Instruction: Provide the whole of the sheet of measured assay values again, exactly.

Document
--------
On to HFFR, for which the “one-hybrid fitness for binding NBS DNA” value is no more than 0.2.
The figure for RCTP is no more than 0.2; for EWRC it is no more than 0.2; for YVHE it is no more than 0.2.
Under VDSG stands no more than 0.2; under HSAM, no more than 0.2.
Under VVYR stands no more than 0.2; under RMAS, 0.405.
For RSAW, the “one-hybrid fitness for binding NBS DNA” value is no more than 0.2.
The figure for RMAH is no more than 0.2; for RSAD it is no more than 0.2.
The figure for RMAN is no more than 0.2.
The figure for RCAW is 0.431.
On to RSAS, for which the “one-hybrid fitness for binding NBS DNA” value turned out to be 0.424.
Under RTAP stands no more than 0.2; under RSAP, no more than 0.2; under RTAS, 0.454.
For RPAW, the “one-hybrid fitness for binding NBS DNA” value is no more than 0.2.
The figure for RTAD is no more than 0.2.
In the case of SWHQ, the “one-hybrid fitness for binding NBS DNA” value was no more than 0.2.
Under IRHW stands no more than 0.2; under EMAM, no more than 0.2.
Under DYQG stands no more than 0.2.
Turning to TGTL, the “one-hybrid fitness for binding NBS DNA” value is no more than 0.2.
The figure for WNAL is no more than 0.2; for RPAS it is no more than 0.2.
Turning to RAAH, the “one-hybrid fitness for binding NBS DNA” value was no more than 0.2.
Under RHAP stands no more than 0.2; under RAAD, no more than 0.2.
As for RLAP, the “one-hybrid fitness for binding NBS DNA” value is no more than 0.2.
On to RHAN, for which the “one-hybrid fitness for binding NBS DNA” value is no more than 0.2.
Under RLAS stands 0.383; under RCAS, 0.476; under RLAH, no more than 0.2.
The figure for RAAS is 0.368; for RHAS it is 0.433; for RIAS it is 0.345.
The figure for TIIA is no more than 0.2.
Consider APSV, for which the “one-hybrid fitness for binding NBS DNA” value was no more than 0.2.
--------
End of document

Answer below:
On to HFFR, for which the “one-hybrid fitness for binding NBS DNA” value is no more than 0.2.
The figure for RCTP is no more than 0.2; for EWRC it is no more than 0.2; for YVHE it is no more than 0.2.
Under VDSG stands no more than 0.2; under HSAM, no more than 0.2.
Under VVYR stands no more than 0.2; under RMAS, 0.405.
For RSAW, the “one-hybrid fitness for binding NBS DNA” value is no more than 0.2.
The figure for RMAH is no more than 0.2; for RSAD it is no more than 0.2.
The figure for RMAN is no more than 0.2.
The figure for RCAW is 0.431.
On to RSAS, for which the “one-hybrid fitness for binding NBS DNA” value turned out to be 0.424.
Under RTAP stands no more than 0.2; under RSAP, no more than 0.2; under RTAS, 0.454.
For RPAW, the “one-hybrid fitness for binding NBS DNA” value is no more than 0.2.
The figure for RTAD is no more than 0.2.
In the case of SWHQ, the “one-hybrid fitness for binding NBS DNA” value was no more than 0.2.
Under IRHW stands no more than 0.2; under EMAM, no more than 0.2.
Under DYQG stands no more than 0.2.
Turning to TGTL, the “one-hybrid fitness for binding NBS DNA” value is no more than 0.2.
The figure for WNAL is no more than 0.2; for RPAS it is no more than 0.2.
Turning to RAAH, the “one-hybrid fitness for binding NBS DNA” value was no more than 0.2.
Under RHAP stands no more than 0.2; under RAAD, no more than 0.2.
As for RLAP, the “one-hybrid fitness for binding NBS DNA” value is no more than 0.2.
On to RHAN, for which the “one-hybrid fitness for binding NBS DNA” value is no more than 0.2.
Under RLAS stands 0.383; under RCAS, 0.476; under RLAH, no more than 0.2.
The figure for RAAS is 0.368; for RHAS it is 0.433; for RIAS it is 0.345.
The figure for TIIA is no more than 0.2.
Consider APSV, for which the “one-hybrid fitness for binding NBS DNA” value was no more than 0.2.